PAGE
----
12 November 2018 - 31 January 2019
This exhibition sees an expansion and complication of the artist’s (psycho-)analytic approach to painting that asks questions about how we look at, or through, surfaces. Page’s canvases and wall-paintings draw on a long history of painting - from ancient Roman frescoes to 20th century Minimalism - in order to think through our contemporary visual paradigm that is dominated by screens.
The title of the exhibition makes reference to the 1972 book, A Theory of /Cloud/, by the late art historian Hubert Damisch in which he shows the peculiar place that /cloud/ (the slashes distinguishing the representation of “clouds” from the actual meteorological phenomena) occupies in the Euclidian matrix of Renaissance and Baroque painting. The amorphous form of /clouds/ are not describable in the strict terms of linear perspective, and so can be seen in many paintings to hover at the threshold between earthly architectural space and the heavens that are beyond perspectival rendering. /Clouds/ thus mark the limit of the geometric axioms that come to underpin Western painting from the Renaissance through Modernism and beyond. After all, the Modernist conception of the surface of the canvas as a flat grid is but a Gods-eye view of the chequerboard floor that grounds Renaissance and Baroque painting.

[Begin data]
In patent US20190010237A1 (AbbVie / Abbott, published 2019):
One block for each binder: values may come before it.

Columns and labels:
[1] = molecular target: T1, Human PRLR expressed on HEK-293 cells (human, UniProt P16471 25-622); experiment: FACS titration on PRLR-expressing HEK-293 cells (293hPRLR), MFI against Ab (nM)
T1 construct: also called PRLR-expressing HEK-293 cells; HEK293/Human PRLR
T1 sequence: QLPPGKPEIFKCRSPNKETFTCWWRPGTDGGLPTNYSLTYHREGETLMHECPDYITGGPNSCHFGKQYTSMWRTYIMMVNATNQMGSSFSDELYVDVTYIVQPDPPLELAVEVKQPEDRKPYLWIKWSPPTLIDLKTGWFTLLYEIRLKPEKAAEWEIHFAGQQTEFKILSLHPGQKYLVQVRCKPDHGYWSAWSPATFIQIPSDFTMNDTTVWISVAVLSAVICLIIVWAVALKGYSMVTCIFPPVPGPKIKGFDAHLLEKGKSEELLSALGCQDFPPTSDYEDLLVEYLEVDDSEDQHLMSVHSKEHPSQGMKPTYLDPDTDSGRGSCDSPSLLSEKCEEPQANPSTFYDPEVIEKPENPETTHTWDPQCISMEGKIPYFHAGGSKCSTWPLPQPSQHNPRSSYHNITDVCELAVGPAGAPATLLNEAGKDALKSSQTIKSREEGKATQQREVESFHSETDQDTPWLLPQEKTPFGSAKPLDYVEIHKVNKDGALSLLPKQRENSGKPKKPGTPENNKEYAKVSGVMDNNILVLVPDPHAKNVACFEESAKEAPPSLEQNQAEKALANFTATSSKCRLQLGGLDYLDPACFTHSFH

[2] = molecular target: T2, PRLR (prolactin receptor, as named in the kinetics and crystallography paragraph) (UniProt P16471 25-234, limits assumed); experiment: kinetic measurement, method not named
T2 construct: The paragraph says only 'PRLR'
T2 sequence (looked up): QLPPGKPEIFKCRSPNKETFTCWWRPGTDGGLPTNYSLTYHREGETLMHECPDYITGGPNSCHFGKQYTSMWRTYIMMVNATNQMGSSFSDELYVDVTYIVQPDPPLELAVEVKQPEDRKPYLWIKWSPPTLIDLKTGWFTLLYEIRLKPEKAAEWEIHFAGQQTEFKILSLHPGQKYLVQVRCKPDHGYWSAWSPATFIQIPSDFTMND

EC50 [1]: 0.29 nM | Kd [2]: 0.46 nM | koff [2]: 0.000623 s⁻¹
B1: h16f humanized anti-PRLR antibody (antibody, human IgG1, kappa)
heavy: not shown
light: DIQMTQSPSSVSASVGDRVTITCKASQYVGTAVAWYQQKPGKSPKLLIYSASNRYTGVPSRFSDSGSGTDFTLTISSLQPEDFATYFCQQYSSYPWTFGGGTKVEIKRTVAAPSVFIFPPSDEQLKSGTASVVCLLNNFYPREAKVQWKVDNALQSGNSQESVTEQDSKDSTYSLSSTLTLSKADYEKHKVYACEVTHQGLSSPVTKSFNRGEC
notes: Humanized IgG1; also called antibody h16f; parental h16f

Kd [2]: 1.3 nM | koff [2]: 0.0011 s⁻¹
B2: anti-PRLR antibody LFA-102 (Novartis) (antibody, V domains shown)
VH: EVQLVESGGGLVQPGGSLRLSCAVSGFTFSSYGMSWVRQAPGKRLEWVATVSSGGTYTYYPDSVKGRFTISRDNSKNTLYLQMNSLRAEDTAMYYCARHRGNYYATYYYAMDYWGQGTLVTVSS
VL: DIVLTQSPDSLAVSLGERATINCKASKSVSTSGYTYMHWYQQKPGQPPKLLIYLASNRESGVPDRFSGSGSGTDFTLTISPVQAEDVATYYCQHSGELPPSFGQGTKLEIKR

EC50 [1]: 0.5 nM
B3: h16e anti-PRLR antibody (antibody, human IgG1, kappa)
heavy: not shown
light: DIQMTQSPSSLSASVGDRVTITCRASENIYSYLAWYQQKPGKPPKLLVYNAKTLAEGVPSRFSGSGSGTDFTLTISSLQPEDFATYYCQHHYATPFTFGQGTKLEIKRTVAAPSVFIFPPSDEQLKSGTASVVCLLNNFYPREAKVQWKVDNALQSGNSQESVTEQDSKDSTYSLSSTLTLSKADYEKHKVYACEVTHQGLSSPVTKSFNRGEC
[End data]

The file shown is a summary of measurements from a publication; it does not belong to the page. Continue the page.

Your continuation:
Christopher Page reintroduces /cloud/ as the threshold of a new pictorial space that collapses Renaissance depth and Modernist flatness - like a screensaver, Page’s /cloud/ is both infinitely far and claustrophobically near. As well as drawing conceptually on different moments in painting’s history, the works in this exhibition employ historic and contemporary painting techniques - glazed oils alongside airbrushed acrylic. These works are not, however, simply an archeology of painting but a meditation on our own troubling visual moment. Both Renaissance and Modernist painting heralded new kinds of visual clarity that hoped to bring with them new epistemological certainty. The space conjured by computer screens draws from these visual languages, and is the face of today’s seemingly rational order, but on closer analysis those transparent and user-friendly interfaces are contradictory, opaque and vertiginous. Page’s work makes reference to all of these confident aesthetics at once only to throw their claims of a rational order into doubt.